“It is not just the exercise you are doing, but how you are doing it. We want to make sure when he is going through his training techniques we are not sacrificing form for the sake of lifting heavy weights. We are not just trying to show off athleticism – we are trying to enhance it and make it more sustainable. I think those things made a really big difference for him.”
As I mentioned previously, Cressey works with many Major League Baseball players. This list includes the likes of Max Scherzer, Steve Cishek, and Logan Morrison, just to name a few. Cressey pointed out how valuable of an experience it is for Harrison to be around these players for hours at a time, to listen and to learn how to train and condition your body, as well as preparing your body for a full season.
“The biggest improvement I saw in Monte this offseason was his core control – his positional awareness. We talked about not just doing exercises, but understanding where you position yourself as you do them.
“I think the other thing it does is it makes for a much more efficient force transfer. One of the things we kind of joke about is that it is easier to make a fast guy strong than it is to make a strong guy fast. You put some strength in the right places and allow make them transfer force more effectively, it puts the hitter in a really good position to generate bat speed.”
Cressey noted that he was extremely impressed with Harrison’s demeanor and work ethic. Harrison moved down to Florida this offseason to train six days a week at the Cressey Sports Performance facility. Cressey really respected Harrison’s drive and commitment to baseball.
While Harrison’s offseason consisted of major strides and gains when it came to taking care of his body, training effectively, and refocusing his mental approach, there was yet another change to his game after his 2016 season. I noticed that Harrison repositioned his hands prior to the pitch being thrown. The images below show a drastic shift in hand positioning.
2016 Front View & Side View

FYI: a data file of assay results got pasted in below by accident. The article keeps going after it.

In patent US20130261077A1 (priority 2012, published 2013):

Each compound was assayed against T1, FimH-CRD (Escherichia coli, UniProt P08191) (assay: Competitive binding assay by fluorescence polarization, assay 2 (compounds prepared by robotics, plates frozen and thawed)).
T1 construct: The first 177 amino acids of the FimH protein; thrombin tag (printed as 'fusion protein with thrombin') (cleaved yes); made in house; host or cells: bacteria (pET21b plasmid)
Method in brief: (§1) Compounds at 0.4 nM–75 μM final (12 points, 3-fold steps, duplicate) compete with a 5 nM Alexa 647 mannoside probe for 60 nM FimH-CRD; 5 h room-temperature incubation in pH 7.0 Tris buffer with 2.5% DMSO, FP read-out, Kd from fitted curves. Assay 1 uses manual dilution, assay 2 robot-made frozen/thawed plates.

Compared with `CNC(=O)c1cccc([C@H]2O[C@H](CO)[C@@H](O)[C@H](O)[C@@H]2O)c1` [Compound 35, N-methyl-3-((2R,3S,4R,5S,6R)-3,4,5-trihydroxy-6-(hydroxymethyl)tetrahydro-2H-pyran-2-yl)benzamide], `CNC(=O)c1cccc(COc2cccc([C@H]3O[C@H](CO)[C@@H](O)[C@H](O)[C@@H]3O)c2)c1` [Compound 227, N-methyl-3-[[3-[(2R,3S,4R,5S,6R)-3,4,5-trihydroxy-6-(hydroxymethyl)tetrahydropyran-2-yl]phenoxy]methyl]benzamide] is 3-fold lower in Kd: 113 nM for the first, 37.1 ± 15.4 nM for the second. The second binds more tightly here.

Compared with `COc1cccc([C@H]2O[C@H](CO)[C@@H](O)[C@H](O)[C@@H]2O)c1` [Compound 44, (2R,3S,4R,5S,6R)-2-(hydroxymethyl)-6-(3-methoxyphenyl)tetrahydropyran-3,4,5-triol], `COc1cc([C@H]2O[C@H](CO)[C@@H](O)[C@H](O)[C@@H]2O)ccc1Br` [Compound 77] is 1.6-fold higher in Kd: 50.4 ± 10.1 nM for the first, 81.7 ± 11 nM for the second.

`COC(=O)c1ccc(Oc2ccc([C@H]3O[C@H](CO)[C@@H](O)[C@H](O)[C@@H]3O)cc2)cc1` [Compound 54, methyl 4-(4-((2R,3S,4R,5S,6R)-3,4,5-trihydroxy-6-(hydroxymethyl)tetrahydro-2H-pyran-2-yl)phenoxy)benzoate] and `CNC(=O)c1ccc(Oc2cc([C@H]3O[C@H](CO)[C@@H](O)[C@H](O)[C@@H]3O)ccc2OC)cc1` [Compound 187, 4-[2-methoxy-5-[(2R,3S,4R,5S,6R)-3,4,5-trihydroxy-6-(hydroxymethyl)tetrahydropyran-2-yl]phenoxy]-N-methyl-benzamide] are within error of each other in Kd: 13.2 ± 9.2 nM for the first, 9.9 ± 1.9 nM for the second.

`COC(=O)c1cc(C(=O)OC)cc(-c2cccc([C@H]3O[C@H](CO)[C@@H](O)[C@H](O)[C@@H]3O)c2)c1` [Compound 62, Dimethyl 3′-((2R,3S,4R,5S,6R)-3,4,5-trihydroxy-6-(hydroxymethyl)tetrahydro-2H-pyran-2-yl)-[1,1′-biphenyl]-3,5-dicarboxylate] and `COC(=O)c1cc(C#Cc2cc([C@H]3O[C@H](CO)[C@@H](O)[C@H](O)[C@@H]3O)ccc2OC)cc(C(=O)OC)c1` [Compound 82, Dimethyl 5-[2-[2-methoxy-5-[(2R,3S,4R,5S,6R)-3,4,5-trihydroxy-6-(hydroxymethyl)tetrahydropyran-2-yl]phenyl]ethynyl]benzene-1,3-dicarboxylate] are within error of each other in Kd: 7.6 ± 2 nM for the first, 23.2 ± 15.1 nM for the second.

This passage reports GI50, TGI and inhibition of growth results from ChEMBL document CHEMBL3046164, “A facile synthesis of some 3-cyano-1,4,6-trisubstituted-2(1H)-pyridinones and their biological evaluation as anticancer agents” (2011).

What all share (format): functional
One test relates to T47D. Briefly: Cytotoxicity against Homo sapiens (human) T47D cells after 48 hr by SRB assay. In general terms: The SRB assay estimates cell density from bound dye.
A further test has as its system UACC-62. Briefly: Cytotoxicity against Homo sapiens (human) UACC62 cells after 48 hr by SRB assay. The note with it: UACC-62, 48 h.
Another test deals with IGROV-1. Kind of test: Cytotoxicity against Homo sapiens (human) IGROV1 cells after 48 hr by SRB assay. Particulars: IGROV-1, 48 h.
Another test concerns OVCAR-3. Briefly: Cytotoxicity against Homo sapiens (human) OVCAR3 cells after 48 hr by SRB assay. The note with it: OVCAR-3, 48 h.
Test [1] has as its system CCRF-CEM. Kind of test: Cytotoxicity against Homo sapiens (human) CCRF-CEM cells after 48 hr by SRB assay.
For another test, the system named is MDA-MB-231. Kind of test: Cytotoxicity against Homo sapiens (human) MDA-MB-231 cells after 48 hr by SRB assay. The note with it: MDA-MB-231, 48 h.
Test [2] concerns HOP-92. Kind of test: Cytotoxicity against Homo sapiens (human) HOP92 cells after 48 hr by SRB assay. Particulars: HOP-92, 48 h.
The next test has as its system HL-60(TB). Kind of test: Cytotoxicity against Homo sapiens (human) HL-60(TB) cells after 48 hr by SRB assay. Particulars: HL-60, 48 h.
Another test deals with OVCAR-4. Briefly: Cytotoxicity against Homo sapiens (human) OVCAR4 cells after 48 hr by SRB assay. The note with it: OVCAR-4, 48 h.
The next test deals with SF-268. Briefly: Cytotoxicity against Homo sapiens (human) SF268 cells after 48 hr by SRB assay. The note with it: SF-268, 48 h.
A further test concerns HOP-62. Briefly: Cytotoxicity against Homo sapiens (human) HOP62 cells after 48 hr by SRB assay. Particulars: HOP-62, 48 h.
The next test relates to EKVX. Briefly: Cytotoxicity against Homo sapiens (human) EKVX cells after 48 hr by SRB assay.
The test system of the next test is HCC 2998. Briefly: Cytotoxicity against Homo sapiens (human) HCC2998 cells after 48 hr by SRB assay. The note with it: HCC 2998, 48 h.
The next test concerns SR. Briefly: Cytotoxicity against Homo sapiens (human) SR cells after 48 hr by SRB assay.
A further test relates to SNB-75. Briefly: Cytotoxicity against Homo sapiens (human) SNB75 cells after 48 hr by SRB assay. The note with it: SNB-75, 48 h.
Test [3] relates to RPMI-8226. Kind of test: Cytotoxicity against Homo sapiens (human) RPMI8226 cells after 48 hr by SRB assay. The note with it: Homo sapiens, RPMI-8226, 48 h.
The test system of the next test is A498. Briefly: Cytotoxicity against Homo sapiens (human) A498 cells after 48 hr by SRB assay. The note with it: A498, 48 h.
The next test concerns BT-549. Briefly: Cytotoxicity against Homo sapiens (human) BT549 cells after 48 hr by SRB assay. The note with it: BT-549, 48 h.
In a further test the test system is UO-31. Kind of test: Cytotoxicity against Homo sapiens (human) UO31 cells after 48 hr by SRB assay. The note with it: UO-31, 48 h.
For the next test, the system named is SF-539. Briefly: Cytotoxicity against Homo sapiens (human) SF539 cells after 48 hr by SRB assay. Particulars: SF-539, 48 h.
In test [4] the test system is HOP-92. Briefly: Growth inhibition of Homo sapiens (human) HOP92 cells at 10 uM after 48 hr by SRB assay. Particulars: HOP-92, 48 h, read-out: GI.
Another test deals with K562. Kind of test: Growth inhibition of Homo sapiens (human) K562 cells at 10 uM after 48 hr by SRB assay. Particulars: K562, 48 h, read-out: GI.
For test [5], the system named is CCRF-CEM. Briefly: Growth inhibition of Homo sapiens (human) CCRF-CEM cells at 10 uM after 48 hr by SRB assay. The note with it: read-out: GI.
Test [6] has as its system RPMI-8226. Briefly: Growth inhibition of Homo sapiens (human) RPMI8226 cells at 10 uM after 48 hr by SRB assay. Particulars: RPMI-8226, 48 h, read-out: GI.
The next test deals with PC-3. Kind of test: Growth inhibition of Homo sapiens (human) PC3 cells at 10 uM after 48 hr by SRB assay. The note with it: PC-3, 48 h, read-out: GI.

2017 Front View & Side View
I asked Harrison about this, and my assumption was correct. Harrison told me that during this past winter, he and then-hitting coordinator Jeremy Reed decided to experiment with positioning his hands lower. The first game Harrison tried this new approach, he went 3-for-5 with a double and a home run. That instant success sold him on the new approach.
Harrison said that keeping his hands lower put him in a much stronger ‘set’ position, where he could feel that pause and power in the back leg prior to the pitch being thrown. There is also the addition, or resurrection, of a more pronounced leg kick that he had when he was younger.
Lastly, I pointed to Harrison his decrease in stolen base numbers over the years. Back in 2014 (his first year as a pro), the speedster was 32-of-34 in stolen base attempts in only 50 games. But this past season, Harrison was only 8-for-11 in stolen base attempts in 80 games.
“I am definitely a runner at the end of the day. Anybody you can ask on the team, I am definitely a runner. In certain situations in the game, you need to be smart about what you do on the bases. I am still the same speed level as I was before.”
So far this season, the 21-year-old is only 1-for-2 in stolen base attempts, but here is the bright side to that stat: 10 of his 22 hits have gone for extra bases, so the opportunities to steal second base really haven’t been there. Fans would all much rather see doubles and home runs than stolen bases, and Harrison didn’t seem to mind either.
While we still haven’t flipped the calendar to May, Harrison is showing major signs of improvement at the plate. He is feeling much more comfortable and it is evident in his production on the field. Many skeptics seem to forget that 6-foot-3, 220 pound athlete was only able to legally walk into a bar this past August. Harrison is younger than Orlando Arcia, Lewis Brinson, and Corey Ray. He was a two-sport athlete in high school who only recently devoted every moment of his life to baseball, and has been slowed down by two freak injuries. If the month of April is any indication of future success for Harrison, his five-tool potential may one day be achieved.